Jodi Kantor is a first-rate reporter and she has done a thoughtful, sensitive job in this book on the Obamas and their life in the White House.
The topic is huge, as we have all watched. Barack Obama has written his own story, before becoming President of the U.S., in two widely-read books: Dreams from my Father, and The Audacity of Hope. Kantor is editor of the Arts and Leisure section of “The New York Times” and has been covering the Obamas since 2007. Her book tells the complex story of what happened to Barack and his wife Michelle and their two young daughters when they move in to the White House and have to deal with the hopes and promises of the stunning campaign of 2008.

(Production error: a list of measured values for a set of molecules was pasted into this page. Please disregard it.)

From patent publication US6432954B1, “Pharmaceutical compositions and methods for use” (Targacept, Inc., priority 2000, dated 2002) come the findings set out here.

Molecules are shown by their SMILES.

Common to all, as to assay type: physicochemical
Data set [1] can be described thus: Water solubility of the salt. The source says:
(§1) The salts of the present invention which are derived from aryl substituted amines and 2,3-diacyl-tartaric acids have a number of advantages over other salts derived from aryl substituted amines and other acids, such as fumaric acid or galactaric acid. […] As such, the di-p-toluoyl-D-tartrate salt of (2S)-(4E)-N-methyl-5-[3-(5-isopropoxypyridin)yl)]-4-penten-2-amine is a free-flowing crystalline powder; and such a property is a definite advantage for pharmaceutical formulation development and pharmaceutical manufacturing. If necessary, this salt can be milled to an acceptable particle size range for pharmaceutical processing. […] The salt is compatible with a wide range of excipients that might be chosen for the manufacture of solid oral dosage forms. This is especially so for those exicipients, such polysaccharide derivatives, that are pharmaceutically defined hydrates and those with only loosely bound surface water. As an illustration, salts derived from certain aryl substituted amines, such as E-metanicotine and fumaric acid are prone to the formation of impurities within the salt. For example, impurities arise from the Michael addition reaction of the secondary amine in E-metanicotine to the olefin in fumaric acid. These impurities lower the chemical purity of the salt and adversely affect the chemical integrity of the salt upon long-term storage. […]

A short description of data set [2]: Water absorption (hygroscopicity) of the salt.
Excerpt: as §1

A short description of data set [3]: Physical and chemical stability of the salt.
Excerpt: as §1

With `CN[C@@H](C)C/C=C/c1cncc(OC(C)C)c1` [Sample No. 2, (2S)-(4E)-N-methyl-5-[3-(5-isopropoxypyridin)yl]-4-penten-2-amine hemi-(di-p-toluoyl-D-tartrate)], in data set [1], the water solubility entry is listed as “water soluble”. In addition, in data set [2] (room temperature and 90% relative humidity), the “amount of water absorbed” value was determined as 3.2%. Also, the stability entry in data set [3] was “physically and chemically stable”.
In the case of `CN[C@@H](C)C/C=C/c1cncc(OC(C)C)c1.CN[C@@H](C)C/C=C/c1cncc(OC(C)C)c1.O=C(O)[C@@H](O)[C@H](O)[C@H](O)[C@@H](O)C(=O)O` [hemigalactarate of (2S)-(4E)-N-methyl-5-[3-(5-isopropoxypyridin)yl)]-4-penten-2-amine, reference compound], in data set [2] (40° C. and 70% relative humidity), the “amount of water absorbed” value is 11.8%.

The book includes sketches of the layout of the White House and the near impossibility of living a private life, what with the almost constant access of public tours to many rooms. Even the Rose Garden is public. Michelle Obama had always hated the effects of politics on her life with Barack. Here they face the problems together. A fair account is given of the various officials in charge of the Obamas’ public life, while trying to give them as much privacy as possible. We have all read the ups and downs of his legislation: i.e. the stimulus package, health care, etc. The President’s relations with business leaders were difficult at first; they developed considerably as time went on.
The famous couple remains loving, and attractive. Barack retains his reserve and control; Michelle keeps her eye on the things that mattered to him all along: the chance to change and improve things. This book gives reason to both admire and hope for future developments.
Review by Anne McDougall